7 6 recognized as Chengyuchelyidae fam. nov. to include the genera Chengyuchelys and Xinjiangchelys. The phylogenetic relationships of the Testudines are disputed among various workers, and particularly in regard to earlier evolutionary relationships. Due to a paucity of specimens, the extent of research is not a thorough as that conducted on the more diversified lineages from later periods. Traditional phylogeny recognizes four suborders within the Testudines: the Proganochelyidia which constitute the earliest turtles of the Triassic; the Amphichelydia comprising those from the Jurassic and Cretaceous; the Cryptodira which include derived taxa; and the Pleurodira, which principally encompass southern continent taxa. Gaffney (1975) reassigned taxonomic status of the Testudines above the family rank according to cranial characters and recognized only two suborders: the Proganochelydia and Casichelydia. The former contains the family Proganochelyidae with a few species from the Triassic. The latter includes remaining taxa including the infraorders Cryptodira and Pleurodira. The Amphichelydia were omitted. Gaffney et al. (1987) published a short article that named Kayentachelys aprix from the Early Jurassic Kayenta Formation of northeastern Arizona, U.S.A., in which they identified the oldest known cryptodire ancestral to modern turtles. They furthermore erected the family Kayentachelyidae within the megaorder Cryptodira. Accordingly, the current scenario recognizes five families of Testudines prior to the end of the Jurassic: the Triassic Proganochelyidae, and Jurassic Kayentachelyidae, Glyptopsidae, Plesochelyidae, and the Chengyuchelyidae. The first two are more archaic and possess symplesiomorphic characters such as palatal teeth. The third and fourth inhabit the Late Jurassic or later stages and differ from the Chengyuchelyidae because the Glyptopsidae display noticeable shell ornamentation and the Plesiochelyidae lack a mesoplastron. Obviously then, the Chinese family is an independent lineage of the Cryptodira that arose during the early evolutionary stages of the Testudines. Phylogenetically, it lies relatively distant from the Kayentachelyidae but relatively close to the Plesiochelyidae. Chronologic problems associated with the members of the Chengyuchelyidae exist, but there is no doubt that those specimens derived from Zigong are Middle Jurassic. Xinjiangchelys from the Jungar Basin of Western China was reportedly derived from the middle of the Shishugou Fm. (in the broad sense), which lies slightly above the Middle-Late Jurassic boundary. Depending upon geologic interpretations, the taxon is therefore either Middle or Late Jurassic. Because both the type locality and stratigraphic position for Chengyuchelys baenoides are vague, Young and Chow assumed a possible Late Jurassic age for the specimen. The Zigong data now shows the type could be derived from the Middle Jurassic, or possibly that it spans the Middle to the Late Jurassic. One of the principal characters displayed by Chengyuchelys is the presence of an undoubtedly primitive mesoplastron. However, after detailed observations made upon numerous specimens it is noted that this character is inconsistent, with some situated within the abdominal scale (as on C. baenoides, C. dashanpuensis, and Xinjiangchelys junggarensis) and some lying between the abdominal and pectoral scales (C. zigongensis). Moreover, the central portion of the mesoplastron on some individuals is distinctly constricted (C. baenoides, C. dashanpuensis), while on others it is not (X. junggarensis, C. zigongensis). These data suggest that the mesoplastron gradually reduces through testudinian evolution. This reduction occurs first through the constriction of the central portion of the plate; secondly, the central portion becomes lost; thirdly, there are only the remnant extremities; and finally the entire mesoplastron is lost. It may thereby be concluded that a relatively primitive condition exists with a mesoplastron between the pectoral and abdominal plates with an unconstricted center. The derived condition would then be recognized as a constricted mesoplastron within the abdominal scale. This scenario is supported by observations on the oldest known Triassic turtle Proganochelys quenstedti which displays an unconstricted mesoplastron located between the pectoral and abdominal scales. The evolutionary scenario described above, however, is hardly plausible because the North American Jurassic Kayentachelys possesses a medially constricted mesoplastron, but the Middle Jurassic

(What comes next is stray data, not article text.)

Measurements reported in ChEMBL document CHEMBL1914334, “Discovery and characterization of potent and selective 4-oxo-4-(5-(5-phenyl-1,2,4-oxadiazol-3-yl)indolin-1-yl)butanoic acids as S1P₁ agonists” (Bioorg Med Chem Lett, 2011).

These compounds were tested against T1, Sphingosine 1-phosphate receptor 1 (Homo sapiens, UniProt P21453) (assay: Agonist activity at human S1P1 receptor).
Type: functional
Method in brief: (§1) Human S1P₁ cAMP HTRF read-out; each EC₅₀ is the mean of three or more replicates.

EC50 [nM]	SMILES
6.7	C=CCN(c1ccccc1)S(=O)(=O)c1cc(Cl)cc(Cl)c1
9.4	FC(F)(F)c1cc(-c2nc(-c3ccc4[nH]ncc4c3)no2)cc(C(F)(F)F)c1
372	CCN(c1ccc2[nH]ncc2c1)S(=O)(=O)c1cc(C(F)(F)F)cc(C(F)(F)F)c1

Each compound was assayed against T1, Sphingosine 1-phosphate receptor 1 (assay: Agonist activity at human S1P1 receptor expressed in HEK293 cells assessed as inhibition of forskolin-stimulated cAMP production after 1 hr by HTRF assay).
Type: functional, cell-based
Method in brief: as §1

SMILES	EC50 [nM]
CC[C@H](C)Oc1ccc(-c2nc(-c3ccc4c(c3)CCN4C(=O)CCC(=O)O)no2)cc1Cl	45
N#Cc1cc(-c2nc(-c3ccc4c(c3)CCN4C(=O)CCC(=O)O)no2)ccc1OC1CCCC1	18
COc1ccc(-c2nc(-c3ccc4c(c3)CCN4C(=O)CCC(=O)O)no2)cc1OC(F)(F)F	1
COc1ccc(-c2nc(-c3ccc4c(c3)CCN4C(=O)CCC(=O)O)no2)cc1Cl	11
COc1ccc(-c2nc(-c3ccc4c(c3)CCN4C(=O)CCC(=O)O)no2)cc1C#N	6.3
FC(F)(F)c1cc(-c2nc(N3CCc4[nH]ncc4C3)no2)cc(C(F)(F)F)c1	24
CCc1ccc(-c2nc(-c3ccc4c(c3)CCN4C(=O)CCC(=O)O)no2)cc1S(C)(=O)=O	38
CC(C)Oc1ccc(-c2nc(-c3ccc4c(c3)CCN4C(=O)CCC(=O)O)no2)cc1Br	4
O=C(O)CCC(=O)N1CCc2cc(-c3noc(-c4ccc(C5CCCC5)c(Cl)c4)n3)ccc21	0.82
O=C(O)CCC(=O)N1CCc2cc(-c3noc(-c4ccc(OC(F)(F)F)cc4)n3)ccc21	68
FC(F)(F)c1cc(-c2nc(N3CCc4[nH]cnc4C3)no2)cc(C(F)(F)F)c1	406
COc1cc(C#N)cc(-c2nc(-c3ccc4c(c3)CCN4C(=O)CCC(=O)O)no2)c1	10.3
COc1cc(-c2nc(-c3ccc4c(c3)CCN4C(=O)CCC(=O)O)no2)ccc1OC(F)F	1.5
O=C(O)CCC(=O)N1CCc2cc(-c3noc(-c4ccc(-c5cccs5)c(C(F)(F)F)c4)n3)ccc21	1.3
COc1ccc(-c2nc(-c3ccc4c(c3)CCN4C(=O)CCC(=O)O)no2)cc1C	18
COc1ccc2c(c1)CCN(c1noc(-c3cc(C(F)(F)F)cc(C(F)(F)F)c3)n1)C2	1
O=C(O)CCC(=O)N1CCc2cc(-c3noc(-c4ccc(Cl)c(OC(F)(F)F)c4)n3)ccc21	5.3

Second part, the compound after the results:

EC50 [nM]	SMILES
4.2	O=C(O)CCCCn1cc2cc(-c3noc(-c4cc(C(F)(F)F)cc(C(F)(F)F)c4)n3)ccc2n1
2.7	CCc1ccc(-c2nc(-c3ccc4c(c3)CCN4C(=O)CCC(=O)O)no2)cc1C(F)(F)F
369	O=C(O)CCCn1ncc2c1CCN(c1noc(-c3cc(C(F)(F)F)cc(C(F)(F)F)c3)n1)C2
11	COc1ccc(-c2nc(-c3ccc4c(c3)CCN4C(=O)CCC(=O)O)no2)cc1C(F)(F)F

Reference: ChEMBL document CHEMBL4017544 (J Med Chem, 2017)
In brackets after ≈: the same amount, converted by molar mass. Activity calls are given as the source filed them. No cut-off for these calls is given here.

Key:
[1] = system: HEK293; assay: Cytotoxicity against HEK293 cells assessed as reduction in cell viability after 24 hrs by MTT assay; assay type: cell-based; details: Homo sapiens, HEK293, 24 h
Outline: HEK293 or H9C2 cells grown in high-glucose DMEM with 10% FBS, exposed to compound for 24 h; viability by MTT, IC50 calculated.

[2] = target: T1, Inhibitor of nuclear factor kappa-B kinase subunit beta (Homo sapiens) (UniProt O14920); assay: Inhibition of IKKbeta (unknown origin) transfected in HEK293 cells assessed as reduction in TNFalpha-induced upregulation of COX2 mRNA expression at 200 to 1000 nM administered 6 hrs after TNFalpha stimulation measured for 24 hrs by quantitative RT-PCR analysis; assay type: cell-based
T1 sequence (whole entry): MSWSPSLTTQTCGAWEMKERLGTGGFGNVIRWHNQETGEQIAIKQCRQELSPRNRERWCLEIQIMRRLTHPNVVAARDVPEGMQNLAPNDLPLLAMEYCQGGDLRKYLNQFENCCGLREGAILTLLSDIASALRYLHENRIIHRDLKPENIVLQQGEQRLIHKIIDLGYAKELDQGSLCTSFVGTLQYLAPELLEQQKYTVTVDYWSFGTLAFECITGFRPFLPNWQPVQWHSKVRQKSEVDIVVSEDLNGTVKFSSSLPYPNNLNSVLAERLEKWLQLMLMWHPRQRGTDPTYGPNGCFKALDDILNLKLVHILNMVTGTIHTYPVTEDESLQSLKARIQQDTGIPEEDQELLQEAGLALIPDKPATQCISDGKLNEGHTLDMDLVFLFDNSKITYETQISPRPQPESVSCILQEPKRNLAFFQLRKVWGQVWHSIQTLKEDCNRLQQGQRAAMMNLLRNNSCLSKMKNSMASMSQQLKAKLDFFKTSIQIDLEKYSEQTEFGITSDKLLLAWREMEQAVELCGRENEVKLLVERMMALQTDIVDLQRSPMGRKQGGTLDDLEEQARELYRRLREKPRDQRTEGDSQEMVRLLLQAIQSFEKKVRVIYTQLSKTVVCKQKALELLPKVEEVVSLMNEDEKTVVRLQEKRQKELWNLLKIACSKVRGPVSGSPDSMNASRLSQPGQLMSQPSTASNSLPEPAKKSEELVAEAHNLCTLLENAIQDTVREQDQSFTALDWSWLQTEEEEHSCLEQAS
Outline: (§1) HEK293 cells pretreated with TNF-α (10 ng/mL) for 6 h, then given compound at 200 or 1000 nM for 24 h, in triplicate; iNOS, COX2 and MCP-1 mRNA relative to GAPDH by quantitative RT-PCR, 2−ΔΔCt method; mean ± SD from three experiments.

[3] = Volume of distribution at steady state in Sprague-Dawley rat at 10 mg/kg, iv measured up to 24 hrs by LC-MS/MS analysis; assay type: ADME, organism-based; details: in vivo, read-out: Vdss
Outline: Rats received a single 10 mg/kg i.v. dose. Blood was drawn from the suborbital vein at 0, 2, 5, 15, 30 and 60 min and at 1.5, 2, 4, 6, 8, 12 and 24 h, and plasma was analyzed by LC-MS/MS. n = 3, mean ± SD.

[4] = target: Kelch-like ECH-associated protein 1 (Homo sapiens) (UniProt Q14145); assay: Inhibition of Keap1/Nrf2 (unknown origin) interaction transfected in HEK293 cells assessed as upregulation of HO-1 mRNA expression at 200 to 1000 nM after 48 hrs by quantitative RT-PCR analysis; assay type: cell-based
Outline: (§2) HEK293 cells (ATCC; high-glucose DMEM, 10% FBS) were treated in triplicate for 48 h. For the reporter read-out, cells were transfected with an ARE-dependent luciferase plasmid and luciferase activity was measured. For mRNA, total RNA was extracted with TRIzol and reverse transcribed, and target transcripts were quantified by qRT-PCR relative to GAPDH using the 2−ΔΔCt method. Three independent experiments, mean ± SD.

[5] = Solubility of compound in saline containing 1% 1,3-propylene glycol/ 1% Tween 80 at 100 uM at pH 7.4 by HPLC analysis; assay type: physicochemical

8 7 C. zigongensis possesses a mesoplastron that lies between the pectoral and abdominal scales, and unlike the former is not medially constricted. Furthermore, among the Chengyuchelys obtained from the Middle Jurassic Dashanpu locality of Zigong, as stated above, some display mesoplastrons within the abdominal scale, while others possess mesoplastrons that lie between the abdominal and pectoral scales. Some are medially constricted while others are not. Apparently, the evolutionary morphology of the mesoplastron is neither monomorphic nor monolinear, such that its morphology may be subject to specific variation. The general evolutionary tendency, however, is still consistently toward its reduction and finally absence. Two genera and four species of Middle Jurassic turtles are currently recorded from Sichuan Province and northern Xinjiang. Additional Jurassic turtles have also been found in Baicheng (Bay), south of the Tianshan Mts., Xinjiang, and from Xining, Qinghai Province, but regrettably the specimens are fragmentary. Additional specimens from Canzimiao, Chenxi Co., Hunan Province are also believed to be Middle Jurassic (Ye, 1983). Consequently, it is evident that in the Middle Jurassic of China there was a relatively wide distribution and abundance of turtles existing during the early phase of their evolutionary history. Combined with the knowledge of older specimens from the Lower Lufeng Fm., of Lufeng Yunnan, and the numerous specimens obtained from the Late Jurassic, it is evident that China is one of the more important locales for the study of the early evolution of turtles. Ckhikvadze (1987) from the former Soviet Union stated that realization of the genuine systematic relationships between the Testudines is not possible without consideration of the Asian Mesozoic and Early Tertiary data. Bibliography Broin, F. de, 1984; Proganochelys ruchae n. sp., Chèlonien du Trias Supèrieur de Thailande. Stvdia Geologica Salmanticensia, Vol. Especial 1, Stvdia Palaeocheloniologica I. Salamanco España, pp Ckhikvadze, V.M., 1987; Sur la Classification et les Caracteres de Certaines Tortues Fossiles d Asie, Rares et peu Etudiees. Stvdia Palaeocheloniologica 2(3), pp Fang, Q.R., 1987; A New Species of Middle Jurassic Turtle from Sichuan. Journal of Amphibia and Reptilia 6(1), (in Chinese). Gaffney, E.S., 1972; The Systematics of the North American Family Baenidae (Reptilia, Cryptodira). Bull. Amer. Mus. Nat. Hist., 147, Art. 5, pp Gaffney, E.S., 1975; A Phylogeny and Classification of the Higher Categories of Turtles. Bull. Amer. Mus. Nat. Hist., 155, Art. 5, pp Gaffney, E.S., 1979; The Jurassic Turtles of North America. Bull. Amer. Mus. Nat. Hist., 162, Art. 3, pp Gaffney, E.S., 1985; The Shell Morphology of the Triassic Turtle Proganochelys. N. Jb. Geol. Paläont. Abh. 170(1), pp Gaffney, E.S., Hutchison, J.H., Jenkins F.A. Jr., and Meeker, L.J., 1987; Modern Turtle Origins: The Oldest Known Cryptodire. Science, Vol. 237, pp Ye, X.K., 1963; Fossil Testudines of China. Paleontologia Sinica No. 150, New Series No. 18. pp (in Chinese). Ye, X.K., 1982; Middle Jurassic Fossil Turtles from Sichuan. Vertebrata PalAsiatica, 20(4), (in Chinese). Ye, X.K., 1983; Fossil Turtles from the Jurassic of Chenxi, Hunan. Vertebrata PalAsiatica, 21(4), (in Chinese). Ye, X.K., 1986; The First Discovery of a Jurassic Turtle from Xinjiang. Vertebrata PalAsiatica, 24(3), (in Chinese). Young, C.C. and Chow, M.C., 1953; New Discoveries of Mesozoic Reptiles from Sichuan. Paleontologia Sinica 1(3), (in Chinese).